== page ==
“Pitbulls, except for last year, averaged the most human fatalities annually for many, many years worldwide. Pitbulls in most cases are highly aggressive towards any animal, no matter what kind, number, or size. Pitbulls are one of the most dominant and powerful mammals out there.”
“I own six American Pitbull Terriers and one American Staffordshire Pitbull right now, and several in the past 18 years and I have never had any one of them hurt any other living thing.”
If there’s one discussion that’s “bipolar”, it’s about the question “Is the Pitbull breed a danger to society?”.
The two statements up above were taken from an online dog behavior forum and, as you can see, they are pretty extreme views… and quite typical of a Pitbull discussion.
Let’s cut through the hyperbole, shall we, and try to get to the facts about the breed.
Pitbulls were created by crossing bulldogs and terriers. In essence, early breeders were attempting to combine the “mad” bravery of the terrier with the strength of the bulldog.
They appear to have succeeded because the Pitbull rapidly grew to be one of the most popular breeds involved in dog fighting, a practice now outlawed in the US.
The Pitbull classification involves a group of breeds — any dog that is one of the following is considered a Pitbull
Additionally, a cross between any of these three breeds is considered a Pitbull. In some jurisdictions, the American Bulldog is also included.
The Pitbull is an athletic dog that needs a significant amount of daily exercise. Don’t even dream of considering a Pitbull if you live in an apartment. The ideal home is a farm with lots of space. The average Pitbull needs way more exercise than the average dog.
Without enough exercise, your Pitbull will get bored … and destructive. It will not be pleasant, because their terrier “never stop” genes combine with their bulldog “strength” make a seriously destructive package. Couches, boots, mattresses, you name it! They will all be in shreds.
Loving and Loyal
Pitbulls are known to be loving and loyal to all members of the household. This Pitbull temperament is in part what drove many Pitbulls to heroic acts where they have saved family members in various circumstances, rescued people and animals in a flood and one, D-boy, that took three bullets while successfully warding off an intruder.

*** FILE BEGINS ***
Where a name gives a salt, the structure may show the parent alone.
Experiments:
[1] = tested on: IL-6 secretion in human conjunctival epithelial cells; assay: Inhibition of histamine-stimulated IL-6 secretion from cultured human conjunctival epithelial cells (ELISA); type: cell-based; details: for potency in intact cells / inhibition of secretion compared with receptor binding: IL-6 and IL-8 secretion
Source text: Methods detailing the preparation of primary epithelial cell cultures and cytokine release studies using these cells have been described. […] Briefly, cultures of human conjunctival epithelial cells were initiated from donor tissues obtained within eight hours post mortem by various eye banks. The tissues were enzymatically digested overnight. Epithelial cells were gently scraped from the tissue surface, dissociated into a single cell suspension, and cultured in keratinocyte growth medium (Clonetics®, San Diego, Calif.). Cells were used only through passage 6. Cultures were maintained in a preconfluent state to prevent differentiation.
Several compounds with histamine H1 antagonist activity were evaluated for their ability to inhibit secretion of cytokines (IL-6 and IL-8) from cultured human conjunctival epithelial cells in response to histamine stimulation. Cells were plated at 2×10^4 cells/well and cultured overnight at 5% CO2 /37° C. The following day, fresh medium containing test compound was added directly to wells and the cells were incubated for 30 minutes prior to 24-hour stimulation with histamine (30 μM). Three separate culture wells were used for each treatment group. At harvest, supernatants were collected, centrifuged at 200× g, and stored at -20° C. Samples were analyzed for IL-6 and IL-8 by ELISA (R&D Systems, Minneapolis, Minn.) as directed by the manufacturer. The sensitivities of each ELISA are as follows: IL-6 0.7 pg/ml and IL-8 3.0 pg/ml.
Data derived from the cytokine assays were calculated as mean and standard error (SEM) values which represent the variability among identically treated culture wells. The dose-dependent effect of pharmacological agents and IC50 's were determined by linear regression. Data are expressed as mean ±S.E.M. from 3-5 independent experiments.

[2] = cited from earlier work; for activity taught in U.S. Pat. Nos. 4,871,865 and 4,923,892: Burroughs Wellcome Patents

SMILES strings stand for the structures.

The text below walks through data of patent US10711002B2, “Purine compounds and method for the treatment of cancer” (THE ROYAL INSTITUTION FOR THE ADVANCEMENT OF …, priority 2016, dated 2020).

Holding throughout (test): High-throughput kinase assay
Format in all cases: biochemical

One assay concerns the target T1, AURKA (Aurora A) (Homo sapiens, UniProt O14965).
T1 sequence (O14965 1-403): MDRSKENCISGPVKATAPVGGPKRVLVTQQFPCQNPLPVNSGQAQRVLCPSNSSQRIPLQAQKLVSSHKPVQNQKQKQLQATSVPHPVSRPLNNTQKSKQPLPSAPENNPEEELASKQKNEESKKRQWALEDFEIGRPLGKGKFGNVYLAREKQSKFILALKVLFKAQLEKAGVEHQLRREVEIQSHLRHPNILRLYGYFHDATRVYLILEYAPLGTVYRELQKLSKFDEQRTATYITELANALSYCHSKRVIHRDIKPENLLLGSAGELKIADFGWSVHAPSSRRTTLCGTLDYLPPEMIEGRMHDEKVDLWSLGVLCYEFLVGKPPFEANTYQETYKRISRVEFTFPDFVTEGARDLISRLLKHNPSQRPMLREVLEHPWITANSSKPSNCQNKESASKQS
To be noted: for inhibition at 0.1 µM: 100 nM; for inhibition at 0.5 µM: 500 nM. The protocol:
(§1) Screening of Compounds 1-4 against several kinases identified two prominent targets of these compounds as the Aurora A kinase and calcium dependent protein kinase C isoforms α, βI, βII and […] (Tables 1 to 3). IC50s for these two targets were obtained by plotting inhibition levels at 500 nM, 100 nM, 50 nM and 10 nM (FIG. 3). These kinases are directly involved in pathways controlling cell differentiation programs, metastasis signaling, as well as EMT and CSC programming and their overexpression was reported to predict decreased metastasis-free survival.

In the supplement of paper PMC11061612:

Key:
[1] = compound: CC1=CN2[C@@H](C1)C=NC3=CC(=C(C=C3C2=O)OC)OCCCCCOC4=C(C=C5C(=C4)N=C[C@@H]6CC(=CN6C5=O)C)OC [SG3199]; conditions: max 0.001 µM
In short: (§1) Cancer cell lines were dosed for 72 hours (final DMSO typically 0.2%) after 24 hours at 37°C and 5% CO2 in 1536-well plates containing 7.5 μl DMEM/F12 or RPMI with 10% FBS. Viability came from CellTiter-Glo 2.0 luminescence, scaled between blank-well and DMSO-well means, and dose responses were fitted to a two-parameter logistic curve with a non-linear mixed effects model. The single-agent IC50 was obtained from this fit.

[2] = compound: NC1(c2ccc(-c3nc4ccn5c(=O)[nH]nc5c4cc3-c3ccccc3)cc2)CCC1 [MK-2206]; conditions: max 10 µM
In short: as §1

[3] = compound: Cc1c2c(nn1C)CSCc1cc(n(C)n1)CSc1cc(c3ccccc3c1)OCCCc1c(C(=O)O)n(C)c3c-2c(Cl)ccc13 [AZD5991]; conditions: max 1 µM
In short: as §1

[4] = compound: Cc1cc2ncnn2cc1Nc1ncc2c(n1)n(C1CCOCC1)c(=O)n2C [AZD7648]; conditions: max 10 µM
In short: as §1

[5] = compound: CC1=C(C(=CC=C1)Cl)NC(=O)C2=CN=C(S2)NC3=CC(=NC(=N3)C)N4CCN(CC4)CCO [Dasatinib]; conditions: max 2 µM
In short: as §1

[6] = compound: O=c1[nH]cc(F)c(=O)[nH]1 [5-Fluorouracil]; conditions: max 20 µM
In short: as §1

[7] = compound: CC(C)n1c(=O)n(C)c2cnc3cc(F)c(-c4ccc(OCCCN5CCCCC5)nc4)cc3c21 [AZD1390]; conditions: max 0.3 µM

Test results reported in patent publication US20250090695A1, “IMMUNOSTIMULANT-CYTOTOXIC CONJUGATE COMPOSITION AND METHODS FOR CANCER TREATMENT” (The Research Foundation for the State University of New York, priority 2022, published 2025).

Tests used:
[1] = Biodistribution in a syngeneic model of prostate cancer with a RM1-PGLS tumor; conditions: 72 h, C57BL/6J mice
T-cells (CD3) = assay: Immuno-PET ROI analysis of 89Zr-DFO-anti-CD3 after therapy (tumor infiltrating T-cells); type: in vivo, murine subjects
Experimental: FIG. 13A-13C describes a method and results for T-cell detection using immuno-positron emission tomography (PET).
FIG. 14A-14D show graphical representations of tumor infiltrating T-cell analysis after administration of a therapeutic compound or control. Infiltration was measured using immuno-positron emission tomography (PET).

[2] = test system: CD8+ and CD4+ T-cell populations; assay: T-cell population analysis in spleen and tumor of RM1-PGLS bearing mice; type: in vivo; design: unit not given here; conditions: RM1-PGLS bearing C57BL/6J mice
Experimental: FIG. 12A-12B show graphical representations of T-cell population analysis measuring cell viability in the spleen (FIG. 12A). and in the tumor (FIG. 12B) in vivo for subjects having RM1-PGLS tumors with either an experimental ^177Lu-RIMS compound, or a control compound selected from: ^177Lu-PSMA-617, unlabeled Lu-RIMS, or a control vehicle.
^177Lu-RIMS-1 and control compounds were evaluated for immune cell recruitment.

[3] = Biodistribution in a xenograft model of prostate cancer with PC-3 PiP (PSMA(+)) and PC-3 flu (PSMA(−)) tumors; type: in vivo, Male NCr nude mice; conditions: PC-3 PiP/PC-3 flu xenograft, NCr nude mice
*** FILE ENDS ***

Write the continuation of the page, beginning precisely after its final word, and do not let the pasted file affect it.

Most owners will agree that Pitbulls are extremely loving. They adore being around humans and being involved in everything the family does. And kisses! You can get drowned in them.
Pitbulls were initially bred to track down and catch — literally, hold down animals until their master arrived — wild boar and wild cattle. In time, the some breeders started emphasizing attributes that improved their prowess in the dog fighting arena.
So, deep down, the typical Pitbull is animal aggressive (Click Here to learn how curb dog on dog aggression), and has an aggressive temperament at its core.
Some Pitbulls are so aggressive that it is not safe to keep another pet in the house. However, some owners insist that all it takes is proper socialization.
In our article “The 9 Most Aggressive Dog Breeds” the Pitbull ranked #1.
The personality of a Pitbull does not form until he is around three years old. It is near the end of his first year when he starts testing his boundaries. Remember that he is bred to be an alpha dog.
It is absolutely crucial that you firmly keep him in his place. There must be absolutely no doubt in his mind that you are the “alpha”; a situation can quickly become extremely dangerous if he switches into the “alpha” mode.
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A strong determination is one of the most fearsome Pitbull Temperament traits. Combine that with his enormous overall strength and powerful jaws and one can begin to understand why a Pitbull inspires dread.
Scientists have determined that there is no “locking mechanism” in their jaws. It just seems that there is, because a Pitbull, bred to hold on as wild animal “catchers”, will “never let go”.
A Final Word
A Pitbull is ultimately a dog and all dogs have common ancestors. So, like any other dog, Pitbulls run the gamut of personality types. Also, like any other individual — humans included — a Pitbull has his moods.
The real problem with Pitbulls is that they are superb fighting machines. Therefore, in a serious confrontation, it can be fatal for the opponent. For this reason some believe that the Pitbull should be banned not because they are inherently bad, but because, like the lion, cheetah and the chimpanzee — remember Travis and Charla Nash — they are too dangerous in the hands of the inexperienced general public. I expect this debate over the fate of the Pit Bull to rage on for many more years to come.
Allie has worked in the field of animal welfare for over ten years and as a freelance writer the space for many years. She has had many different kinds of dogs (and cats) throughout her life—all adopted. She currently shares her home with a lovable pit bull mix named Huckleberry.